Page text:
Summary: The "sign" the shepherds received was a baby in a manger. But compared to the sights and sounds of the angels in the sky... a baby in a feeding trough would seem somewhat anti-climatic. Why did God do it that way?
OPEN: A Salvation Army woman was informed by a policeman that a local ordinance would prevent her from ringing her bells to invite contributions. She was contrite and apologetic that she had “broken” the law. But the next day she was back in front of the store… doing a brisker business than ever… as she waved one sign and then another in the air.
One sign said "ding" and the other said "dong."
APPLY: Throughout this month, we’ll be seeing houses all lit up with Christmas lights and decorated with reindeer on the roofs and those blowup Santa Clauses and Snowmen balloons in their yards. Stores will be filled with tinsel, Christmas trees, and holiday music. And of course, you’ll see the Salvation Army people out there ringing their bells and asking for donations for the poor.
When you see these things taking place, you know that Christmas isn’t too far away. These are all signs of the season. The woman in our story also was a sign of the season... and she even used literal “signs” to get her message across.
Scripture says that God ALSO used a literal “sign” to get His message across. The angel said to the shepherds:
"And this will be a SIGN to you: You will find a Babe wrapped in swaddling cloths, lying in a manger." Luke 2:12 NKJV
As I thought on that verse (and the use of the word “sign” in it) a couple of things occurred to me:
1st - this was not the kind of “sign” I would have used. I’d have used something far more dramatic. I mean, here are these shepherds surrounded by angelic beings that fill the sky and they’re so frightened that they’re literally frozen in their tracks. One commentator suggested that they may have even fallen to the ground and groveled at the feet of these heavenly beings.
Comparatively, the presence of a baby in a manger seems almost anti-climatic to me.
But the 2nd thing that I noticed in this passage was that this subtle “sign” of the baby in the manger had a more powerful effect on the shepherds than anything I would have thought up.
Luke 2 tells us that “when they had seen him, they spread the word concerning what had been told them about this child, and all who heard it were amazed at what the shepherds said to them.
… The shepherds returned, glorifying and praising God for all the things they had heard and seen, which were just as they had been told.” Luke 2:17-18 & 20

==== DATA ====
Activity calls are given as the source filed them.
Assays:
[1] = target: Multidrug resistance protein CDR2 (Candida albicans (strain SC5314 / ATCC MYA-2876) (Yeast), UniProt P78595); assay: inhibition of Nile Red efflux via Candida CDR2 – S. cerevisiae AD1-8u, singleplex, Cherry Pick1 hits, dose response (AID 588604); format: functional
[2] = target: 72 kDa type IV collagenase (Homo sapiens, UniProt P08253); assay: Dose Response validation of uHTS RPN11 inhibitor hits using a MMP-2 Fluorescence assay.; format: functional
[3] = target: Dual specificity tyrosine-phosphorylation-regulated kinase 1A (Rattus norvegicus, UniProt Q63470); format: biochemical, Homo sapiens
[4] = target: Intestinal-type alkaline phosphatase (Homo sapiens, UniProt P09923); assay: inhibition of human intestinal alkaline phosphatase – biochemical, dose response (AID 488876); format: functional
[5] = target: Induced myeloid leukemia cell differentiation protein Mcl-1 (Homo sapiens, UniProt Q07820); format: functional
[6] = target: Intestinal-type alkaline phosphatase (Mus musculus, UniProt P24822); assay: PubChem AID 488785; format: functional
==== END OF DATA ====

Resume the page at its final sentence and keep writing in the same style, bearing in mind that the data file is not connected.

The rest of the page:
This quiet unassuming child, in the feeding trough of a barn, seemed to have an overwhelming effect on these simple shepherds. And it drew their attention to the main message that God intended to communicate.
There’s a great advertising phrase that Christians have used over the past few years: “Jesus is the reason for the season.”
He’s the reason that we Christians celebrate.
He’s the focus of this ENTIRE holy season for us.
Now, there are many “signs” of this season: there’s the bright lights, the festive decorations, the cheerful music…. and on and on and on. And they are all enjoyable parts of the celebration. But it’s possible for these “signs” distract us from the Baby in the manger... from Jesus. And if that happens to us then we can end up missing the true sign of the season.
I realize there’s been a lot of furor over businesses trying to remove Christ from Christmas. But even if that wasn’t happening – even if every store in the nation placed a nativity scene in it’s front window - we could still miss the true meaning of the season.
Because, just like my admitting that the manger seemed anti-climatic compared to the angels, there are lots of people – even Christians – who get wrapped up in the hustle and bustle, the hurrying about to buy presents and to decorate the house, going to this event or that party, that Jesus just kind of falls into the background.
It’s not that they mean to overlook the baby in the manger… it’s just that there’s a lot of other stuff going on. There’s so much else that’s intriguing and entertaining and powerful that Jesus can get overshadowed.
But we who love Jesus don’t want that happening to us, so it’s important that we guard against becoming distracted. From being lulled into focusing on something other than Jesus during the season. How can we do that?
Bill Hybels (preacher at the Willow Creek Church up by Chicago) had an intriguing suggestion: He suggested that we us the tools we’ve already been given.
I. For example, he suggested, that we should realize how powerful Christmas music is.
ILLUS: According to one commentator